Rebecca Ferguson from ‘Mission: Impossible’ to ‘The Girl on the Train’

Swedish actress Rebecca Ferguson, who came to the attention of global audiences with her breakthrough performance in Mission: Impossible—Rogue Nation, stars in DreamWorks Pictures’ “The Girl on the Train” as Anna, the new wife of Rachel’s (Emily Blunt) ex-husband, Tom (Justin Theroux).

“Rebecca is a lovely actress who is coming into her own,” says producer Marc Platt. “The camera loves her.”

Based on Paula Hawkins’ bestselling novel, The Girl on the Train is directed by Tate Taylor (“The Help”) and adapted for the screen by Erin Cressida Wilson. In the film, Rachel (Blunt), who is devastated by her recent divorce, spends her daily commute fantasizing about the seemingly perfect couple who live in a house that her train passes every day, until one morning she sees something shocking happen there and becomes entangled in the mystery that unfolds.

An adoring new mother to baby Evie, Anna has left her career in real estate and devotes her energy to building the ideal home for her family. “I see Anna as a woman who had the check list,” describes Ferguson. “When I was younger, people said, ‘You’re supposed to be married before this age, and you’re supposed to have this much money and children. Anna has checked the list, and is now just trying maintain it. Her little baby is her everything, and she will do anything to protect her.”

Tom’s ex-wife, however, is an unwanted presence in Anna’s world. Much to Anna’s chagrin, Rachel still texts Tom, and Anna suspects the frequent hang-up calls in the middle of the night are also from his former spouse. “Anna is living a life that she dreams of, but not feeling that she can control it,” Ferguson adds. “Rachel is a threat, but Anna will do anything to hide that and live the life of the perfect suburban housewife.”

Even though their characters begin the film as mortal enemies, there was nothing but love from Blunt toward Ferguson. She lauds: “Rebecca has the most beautiful, expressive face, and she’s able to reveal so much with so little. I’m thrilled she was cast as Anna because that could easily have been a derivative part—the new blonde wife in a cashmere sweater who’s the perfect mother. Rebecca brought a lot of the struggle of that life of being a stay-at-home mom.”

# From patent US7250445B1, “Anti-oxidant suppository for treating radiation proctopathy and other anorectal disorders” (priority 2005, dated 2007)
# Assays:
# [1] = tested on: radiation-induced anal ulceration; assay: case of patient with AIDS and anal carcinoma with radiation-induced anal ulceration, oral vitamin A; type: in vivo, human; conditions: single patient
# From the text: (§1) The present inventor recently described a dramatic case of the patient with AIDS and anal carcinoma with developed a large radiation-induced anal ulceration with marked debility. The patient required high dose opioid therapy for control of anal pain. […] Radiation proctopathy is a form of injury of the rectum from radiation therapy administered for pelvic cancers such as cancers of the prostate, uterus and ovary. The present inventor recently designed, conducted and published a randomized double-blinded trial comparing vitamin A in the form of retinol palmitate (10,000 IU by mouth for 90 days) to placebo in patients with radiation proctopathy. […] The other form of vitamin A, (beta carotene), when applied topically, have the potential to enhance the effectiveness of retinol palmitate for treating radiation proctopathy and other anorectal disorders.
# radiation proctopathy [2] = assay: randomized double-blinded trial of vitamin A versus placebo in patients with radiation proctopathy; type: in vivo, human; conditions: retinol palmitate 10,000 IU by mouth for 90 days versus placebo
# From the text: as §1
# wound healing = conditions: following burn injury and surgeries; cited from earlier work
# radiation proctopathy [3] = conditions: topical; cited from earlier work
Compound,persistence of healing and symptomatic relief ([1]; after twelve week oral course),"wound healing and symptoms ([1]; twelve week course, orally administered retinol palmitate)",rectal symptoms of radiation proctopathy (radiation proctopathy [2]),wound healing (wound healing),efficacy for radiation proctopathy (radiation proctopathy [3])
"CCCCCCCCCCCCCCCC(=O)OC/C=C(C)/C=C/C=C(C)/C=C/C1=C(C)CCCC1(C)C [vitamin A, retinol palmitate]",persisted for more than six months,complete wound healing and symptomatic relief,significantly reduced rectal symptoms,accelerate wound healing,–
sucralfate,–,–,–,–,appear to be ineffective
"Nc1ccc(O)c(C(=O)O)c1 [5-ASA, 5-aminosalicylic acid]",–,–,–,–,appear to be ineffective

Now playing across the Philippines, “The Girl on the Train” is distributed by United International Pictures through Columbia Pictures.

Emily Blunt has depression, delusions in ‘The Girl on the Train’

Once it was announced that DreamWorks Pictures was casting “The Girl on the Train,” the film adaptation of the Paula Hawkins’ runaway best-selling novel, the role of Rachel Watson became a much-sought-after part. As there are not scores of enviable female-leading roles in Hollywood that represent fully developed and complex characters like Rachel, the calls for consideration were coming in all over. When the dust settled, only one name rose to the top: Emily Blunt.

The Golden Globe Award-winning actress’ versatility has shone in a wide range of roles in such films as the comedy The Devil Wears Prada and the drama The Young Victoria to actioners including Edge of Tomorrow and Sicario. “Emily has tremendous skill as an actor, and she was our first choice,” lauds producer Marc Platt, who had previously worked with Blunt on the adaptation of Stephen Sondheim’s musical Into the Woods. “We felt that she not only had the skill required, but in all of her characters, there’s something innately relatable. Rachel is very hard on herself, drinks heavily and is destructive in her behavior. Emily has the ability to play all those colors and complexities and darkness but still remain likable, understandable and accessible.”

Author Paula Hawkins professed her excitement for the casting, noting, “Emily couldn’t be more perfect,” and Blunt’s director had nothing but raves as well. “She is Rachel in a stunning way,” lauds director Tate Taylor. Even though the story’s setting has moved across the pond, Taylor insisted that the British performer keep her accent. “It added to the loneliness and isolationism to have a person from the U.K. stuck without a life or a husband in America, and Emily pulls it off fabulously. Audiences will be blown away by her performance.”

In the film, Rachel, who is devastated by her recent divorce, spends her daily commute fantasizing about the seemingly perfect couple who live in a house that her train passes every day, until one morning she sees something shocking happen there and becomes entangled in the mystery that unfolds.